I: All right, I understand those terms. How do they solve our problem?
C: When we say the Son of God both loves and hates the same sinners at the same time, we are talking in terms of those two kinds of love. The Son of God does not have any love of complacency for sinners. They are absolutely obnoxious to Him. Without holiness, no man will see the Lord. Only the pure in heart will see God. God will by no means clear the guilty. So, as God, Jesus Christ has only absolute “displacency” or displeasure with sinners. They warrant holy hatred because they are utterly detestable and worthy only of condemnation.
I: So the Son’s love for sinners has no complacency in it, since they deserve infinite hatred; it is, instead, a love of benevolence or good will.
C: That is precisely the point. Jesus, who has an infinite hatred of the wicked person, may at the same time have a love of benevolence for him. In His good will toward sinners, He desires to bring blessing to them.
I: I think I can carry the ball from here. If the Son of God has such a will as that, I will have to admit that there is no contradiction. It would be up to Him to remove a person’s sin and bring him to a state of moral excellence, in which state He could have a love of complacency for him. Am I right?
C: Yes. That is exactly it. And you have answered how the same person, the Son of God, could have infinite hatred for the elect sinner and, at the same time, an infinite love of benevolence for the sinner. You even explained how the good that Jesus provides the sinner in His love of benevolence is the deliverance from sin and reconciliation toward God. That love of benevolence for this utterly unworthy person is what compels Jesus to redeem that person by shedding His blood for the remission of the person’s guilt.
I: You not only answered my question, but addressed my next concern as well.
C: You are ahead of me. Explain, please.
I: You have solved two problems with one observation. In pointing out that the Son of God could have both a love of benevolence and an infinite hatred for the same person, you have also shown me how God the Father and the Spirit could likewise simultaneously love and hate sinners. So instead of the doctrine of the atonement pitting the Father against the Son, the Father could very well have exactly the same disposition toward sinners as Jesus the Son does.
C: I see what you mean. I think that is implied, though you noted it before I did. Yes, the Father and the Son had this infinite hatred, and God had to be propitiated if the sinner was to be acceptable to Him. The Father and the Son, and the Holy Spirit as well, have exactly the same dealings. And you would see what the Son’s role in His atonement and expiation actually was, would you not?
I: Yes. That is very easy now. The three persons of the Godhead all agreed to show love of benevolence for certain sinners. They agreed further that, to make those persons acceptable to them and an object of complacency, their guilt would have to be taken and expiated. And they agreed that the second person of the Godhead would take upon Himself human nature and suffer the sacrifice necessary to propitiate divine justice. In other words, it was the justice of the triune God and not merely the justice of the Father.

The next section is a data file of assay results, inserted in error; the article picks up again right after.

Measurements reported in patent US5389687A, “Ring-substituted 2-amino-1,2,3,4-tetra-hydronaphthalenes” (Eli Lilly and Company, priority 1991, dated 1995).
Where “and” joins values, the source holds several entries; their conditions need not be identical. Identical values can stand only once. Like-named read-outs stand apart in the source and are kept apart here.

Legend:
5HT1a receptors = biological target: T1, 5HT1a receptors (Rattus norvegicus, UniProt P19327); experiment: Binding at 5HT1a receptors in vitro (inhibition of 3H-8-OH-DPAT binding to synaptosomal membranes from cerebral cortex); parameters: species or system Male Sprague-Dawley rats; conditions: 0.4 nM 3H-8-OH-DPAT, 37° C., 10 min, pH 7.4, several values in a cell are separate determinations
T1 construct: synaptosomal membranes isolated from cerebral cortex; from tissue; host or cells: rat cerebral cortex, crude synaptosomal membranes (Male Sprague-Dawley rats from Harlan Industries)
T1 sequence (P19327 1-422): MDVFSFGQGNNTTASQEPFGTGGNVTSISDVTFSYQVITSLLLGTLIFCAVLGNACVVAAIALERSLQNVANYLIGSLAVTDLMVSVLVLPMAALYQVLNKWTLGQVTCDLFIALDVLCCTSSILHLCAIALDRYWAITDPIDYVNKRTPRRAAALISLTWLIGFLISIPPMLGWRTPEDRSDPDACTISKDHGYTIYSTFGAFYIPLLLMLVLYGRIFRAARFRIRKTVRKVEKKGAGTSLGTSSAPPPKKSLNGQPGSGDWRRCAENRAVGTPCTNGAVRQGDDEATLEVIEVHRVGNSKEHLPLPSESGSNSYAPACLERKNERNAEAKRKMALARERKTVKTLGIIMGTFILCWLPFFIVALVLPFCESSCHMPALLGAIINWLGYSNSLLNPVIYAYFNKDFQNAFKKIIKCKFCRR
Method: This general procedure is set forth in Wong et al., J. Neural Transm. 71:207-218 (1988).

C: Precisely. I could wish that more professional theologians could understand this as well as you do. You are not a professional nor even sure of your own Christian faith, but merely a seeker of salvation! You put it very well indeed. So you see there is absolute harmony in the Godhead, especially in the atonement; there is no trace of antagonism or opposition. The Son does not propitiate the Father in that sense of the word; He propitiates as far as the essential Trinity is concerned. All three persons are involved in infinite hatred, infinite propitiation, infinite acceptance, and infinite complacency in the elect for whom Jesus Christ died. The difference is simply in the roles played by the utterly unanimous essential Trinity. The Father exercises the executive and judgmental right. He is the one who passes the judgment of condemnation on the wicked. The Son, by common consent of the Godhead and on behalf of the entire Trinity, provides the satisfaction to the Father, who exercises the executive right of judgment, as well as acquittal.
I: Yes. One sees how these doctrines mesh together so beautifully. We had a fine discussion of the Trinity earlier. And this is where the understanding of the Trinity is so important to understanding the atonement. If one does not remember the doctrine of the Trinity, including the essential Trinity and the economic Trinity, he will get into the very kind of confusion that I suffered from. He would be led to the same kind of objections, false objections based upon a misunderstanding that, until now, I labored under. I know hundreds of people who labor under such misunderstandings. But now I realize that, far from any antagonism in the Godhead, there is the most sublime and perfect unity, especially in the atonement.
C: Soli Deo Gloria!
Excerpted from Primitive Theology by John H. Gerstner.